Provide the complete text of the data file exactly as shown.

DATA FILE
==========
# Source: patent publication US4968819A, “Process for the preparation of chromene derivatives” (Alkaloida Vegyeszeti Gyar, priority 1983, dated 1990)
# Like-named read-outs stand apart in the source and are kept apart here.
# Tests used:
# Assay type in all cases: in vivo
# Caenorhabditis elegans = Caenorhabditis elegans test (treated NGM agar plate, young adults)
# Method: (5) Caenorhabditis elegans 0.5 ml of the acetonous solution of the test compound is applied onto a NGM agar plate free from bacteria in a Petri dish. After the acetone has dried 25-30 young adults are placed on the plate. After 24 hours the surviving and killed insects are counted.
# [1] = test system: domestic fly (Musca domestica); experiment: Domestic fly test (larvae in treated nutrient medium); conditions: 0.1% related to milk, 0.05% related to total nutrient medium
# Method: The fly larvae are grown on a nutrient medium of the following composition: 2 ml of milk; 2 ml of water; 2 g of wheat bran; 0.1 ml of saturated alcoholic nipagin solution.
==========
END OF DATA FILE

# Source: patent publication US4968819A, “Process for the preparation of chromene derivatives” (Alkaloida Vegyeszeti Gyar, priority 1983, dated 1990)
# Like-named read-outs stand apart in the source and are kept apart here.
# Tests used:
# Assay type in all cases: in vivo
# Caenorhabditis elegans = Caenorhabditis elegans test (treated NGM agar plate, young adults)
# Method: (5) Caenorhabditis elegans 0.5 ml of the acetonous solution of the test compound is applied onto a NGM agar plate free from bacteria in a Petri dish. After the acetone has dried 25-30 young adults are placed on the plate. After 24 hours the surviving and killed insects are counted.
# [1] = test system: domestic fly (Musca domestica); experiment: Domestic fly test (larvae in treated nutrient medium); conditions: 0.1% related to milk, 0.05% related to total nutrient medium
# Method: The fly larvae are grown on a nutrient medium of the following composition: 2 ml of milk; 2 ml of water; 2 g of wheat bran; 0.1 ml of saturated alcoholic nipagin solution.